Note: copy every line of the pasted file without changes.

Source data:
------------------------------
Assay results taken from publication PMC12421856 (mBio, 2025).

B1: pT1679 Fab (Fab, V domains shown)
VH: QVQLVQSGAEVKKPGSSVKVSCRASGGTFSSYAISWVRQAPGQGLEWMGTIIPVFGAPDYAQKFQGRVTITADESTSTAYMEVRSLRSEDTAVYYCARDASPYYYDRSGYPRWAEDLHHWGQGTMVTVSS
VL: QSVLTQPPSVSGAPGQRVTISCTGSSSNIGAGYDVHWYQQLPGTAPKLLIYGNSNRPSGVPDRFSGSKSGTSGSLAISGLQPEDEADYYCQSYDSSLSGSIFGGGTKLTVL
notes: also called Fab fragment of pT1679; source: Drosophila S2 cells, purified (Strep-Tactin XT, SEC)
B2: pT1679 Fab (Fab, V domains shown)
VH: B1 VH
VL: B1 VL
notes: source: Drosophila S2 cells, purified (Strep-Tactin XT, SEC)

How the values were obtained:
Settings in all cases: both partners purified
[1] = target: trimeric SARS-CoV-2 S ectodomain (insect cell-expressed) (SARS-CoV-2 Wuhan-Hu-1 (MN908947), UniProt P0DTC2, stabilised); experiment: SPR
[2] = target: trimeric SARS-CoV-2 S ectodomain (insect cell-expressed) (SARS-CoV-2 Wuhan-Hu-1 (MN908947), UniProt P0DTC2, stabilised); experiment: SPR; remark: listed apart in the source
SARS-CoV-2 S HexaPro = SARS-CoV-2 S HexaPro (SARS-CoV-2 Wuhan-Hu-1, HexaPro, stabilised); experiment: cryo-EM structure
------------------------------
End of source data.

Assay results taken from publication PMC12421856 (mBio, 2025).

B1: pT1679 Fab (Fab, V domains shown)
VH: QVQLVQSGAEVKKPGSSVKVSCRASGGTFSSYAISWVRQAPGQGLEWMGTIIPVFGAPDYAQKFQGRVTITADESTSTAYMEVRSLRSEDTAVYYCARDASPYYYDRSGYPRWAEDLHHWGQGTMVTVSS
VL: QSVLTQPPSVSGAPGQRVTISCTGSSSNIGAGYDVHWYQQLPGTAPKLLIYGNSNRPSGVPDRFSGSKSGTSGSLAISGLQPEDEADYYCQSYDSSLSGSIFGGGTKLTVL
notes: also called Fab fragment of pT1679; source: Drosophila S2 cells, purified (Strep-Tactin XT, SEC)
B2: pT1679 Fab (Fab, V domains shown)
VH: B1 VH
VL: B1 VL
notes: source: Drosophila S2 cells, purified (Strep-Tactin XT, SEC)

How the values were obtained:
Settings in all cases: both partners purified
[1] = target: trimeric SARS-CoV-2 S ectodomain (insect cell-expressed) (SARS-CoV-2 Wuhan-Hu-1 (MN908947), UniProt P0DTC2, stabilised); experiment: SPR
[2] = target: trimeric SARS-CoV-2 S ectodomain (insect cell-expressed) (SARS-CoV-2 Wuhan-Hu-1 (MN908947), UniProt P0DTC2, stabilised); experiment: SPR; remark: listed apart in the source
SARS-CoV-2 S HexaPro = SARS-CoV-2 S HexaPro (SARS-CoV-2 Wuhan-Hu-1, HexaPro, stabilised); experiment: cryo-EM structure